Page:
And amid all the chaos, we need to notice that two terrible ideas have been slipped into other bills at the eleventh hour in Lansing.
One would allow health care providers to refuse to provide services for patients when they have a “moral” objection.
The other would require women seeking insurance to purchase an additional abortion rider, something aimed directly at poor women who wish to exercise their right to end an unplanned pregnancy.
The conscientious objection bill is especially damaging and redundant. Michigan law already provides for conscientious objection to providers who don’t want to provide abortion services. But make no mistake about it. The pending bill is aimed squarely at birth control … a practice used by the vast majority of sexually active women.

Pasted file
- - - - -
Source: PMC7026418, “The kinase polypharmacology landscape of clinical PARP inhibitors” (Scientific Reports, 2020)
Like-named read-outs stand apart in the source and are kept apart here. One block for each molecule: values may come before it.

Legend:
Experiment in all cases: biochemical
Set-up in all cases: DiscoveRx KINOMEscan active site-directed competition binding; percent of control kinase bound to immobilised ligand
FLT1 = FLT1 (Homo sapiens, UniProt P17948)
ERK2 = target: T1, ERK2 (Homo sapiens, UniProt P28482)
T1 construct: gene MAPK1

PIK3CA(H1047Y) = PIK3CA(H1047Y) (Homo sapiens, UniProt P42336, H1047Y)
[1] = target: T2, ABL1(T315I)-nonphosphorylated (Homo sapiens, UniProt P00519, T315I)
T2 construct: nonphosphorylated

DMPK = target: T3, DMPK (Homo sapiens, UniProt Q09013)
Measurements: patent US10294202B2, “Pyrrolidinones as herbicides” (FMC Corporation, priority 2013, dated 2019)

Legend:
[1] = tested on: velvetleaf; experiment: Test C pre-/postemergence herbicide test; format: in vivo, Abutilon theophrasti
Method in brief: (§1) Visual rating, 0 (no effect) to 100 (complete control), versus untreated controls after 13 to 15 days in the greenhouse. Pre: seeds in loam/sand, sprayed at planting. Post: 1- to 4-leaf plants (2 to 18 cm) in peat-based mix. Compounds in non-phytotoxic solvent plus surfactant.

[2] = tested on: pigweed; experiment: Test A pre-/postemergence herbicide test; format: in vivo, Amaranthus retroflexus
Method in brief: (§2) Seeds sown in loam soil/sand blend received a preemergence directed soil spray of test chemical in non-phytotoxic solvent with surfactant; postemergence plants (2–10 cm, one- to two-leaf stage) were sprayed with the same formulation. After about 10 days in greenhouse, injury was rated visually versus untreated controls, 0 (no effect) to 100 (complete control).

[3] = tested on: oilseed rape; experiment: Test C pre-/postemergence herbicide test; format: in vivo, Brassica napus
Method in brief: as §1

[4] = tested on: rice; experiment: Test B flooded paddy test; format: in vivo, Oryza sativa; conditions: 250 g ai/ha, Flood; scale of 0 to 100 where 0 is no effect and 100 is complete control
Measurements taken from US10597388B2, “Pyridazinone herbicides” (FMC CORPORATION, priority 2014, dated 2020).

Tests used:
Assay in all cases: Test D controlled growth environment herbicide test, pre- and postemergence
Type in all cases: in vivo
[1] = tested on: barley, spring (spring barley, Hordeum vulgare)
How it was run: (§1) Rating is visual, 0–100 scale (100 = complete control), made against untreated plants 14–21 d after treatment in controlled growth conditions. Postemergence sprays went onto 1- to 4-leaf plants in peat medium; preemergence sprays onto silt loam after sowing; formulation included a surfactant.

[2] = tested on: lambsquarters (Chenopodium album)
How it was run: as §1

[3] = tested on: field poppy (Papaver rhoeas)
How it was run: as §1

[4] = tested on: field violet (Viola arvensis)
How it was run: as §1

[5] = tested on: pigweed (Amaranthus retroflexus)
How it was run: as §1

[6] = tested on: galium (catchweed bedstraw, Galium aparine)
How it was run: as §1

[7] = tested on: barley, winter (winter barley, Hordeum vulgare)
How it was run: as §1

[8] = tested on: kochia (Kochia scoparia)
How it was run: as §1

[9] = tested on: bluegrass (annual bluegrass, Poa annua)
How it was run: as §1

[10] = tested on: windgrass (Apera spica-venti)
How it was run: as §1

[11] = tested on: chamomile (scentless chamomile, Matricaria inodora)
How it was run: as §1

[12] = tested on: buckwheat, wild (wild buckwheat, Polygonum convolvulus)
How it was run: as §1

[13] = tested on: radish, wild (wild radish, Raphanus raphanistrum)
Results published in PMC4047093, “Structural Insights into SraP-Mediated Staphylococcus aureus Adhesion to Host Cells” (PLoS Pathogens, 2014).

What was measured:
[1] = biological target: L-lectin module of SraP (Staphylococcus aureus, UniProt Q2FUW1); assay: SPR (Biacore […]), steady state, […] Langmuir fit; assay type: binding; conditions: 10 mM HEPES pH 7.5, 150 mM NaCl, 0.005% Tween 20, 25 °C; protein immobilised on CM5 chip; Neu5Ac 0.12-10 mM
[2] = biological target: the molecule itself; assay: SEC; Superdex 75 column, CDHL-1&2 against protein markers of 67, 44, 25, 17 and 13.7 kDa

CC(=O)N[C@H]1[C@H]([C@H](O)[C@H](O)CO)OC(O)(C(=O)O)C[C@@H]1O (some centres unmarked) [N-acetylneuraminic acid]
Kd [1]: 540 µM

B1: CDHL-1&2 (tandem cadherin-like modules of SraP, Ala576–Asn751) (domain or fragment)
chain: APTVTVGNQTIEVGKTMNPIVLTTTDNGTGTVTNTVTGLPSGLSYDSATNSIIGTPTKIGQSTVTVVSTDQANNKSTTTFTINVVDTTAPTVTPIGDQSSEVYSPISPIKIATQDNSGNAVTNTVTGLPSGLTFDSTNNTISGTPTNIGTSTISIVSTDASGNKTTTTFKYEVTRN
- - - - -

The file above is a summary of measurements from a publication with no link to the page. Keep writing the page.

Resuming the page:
Both should be stopped, removed, or (governor, are you listening?) vetoed.
While we’re at it, it’s no coincidence that at exactly the same time we are fighting over RTW, it’s becoming more and more likely that Detroit will slip into bankruptcy. Maybe Right To Work is the best thing for Michigan workers; maybe it’s the worst.
But everyone should be able to agree that it is intolerable to see our largest city going broke, captured by politicians and interest groups slow-walking towards restructuring.
Michigan needs an urban agenda for all its cities from Benton Harbor to Flint to Ecorse. We don’t have one.
Nobody can deny that the passions aroused by Right To Work are very, very strong. But Michigan still has lots of problems that won’t go away, regardless of what happens to RTW. Especially now, we need the sanity and common sense to address them.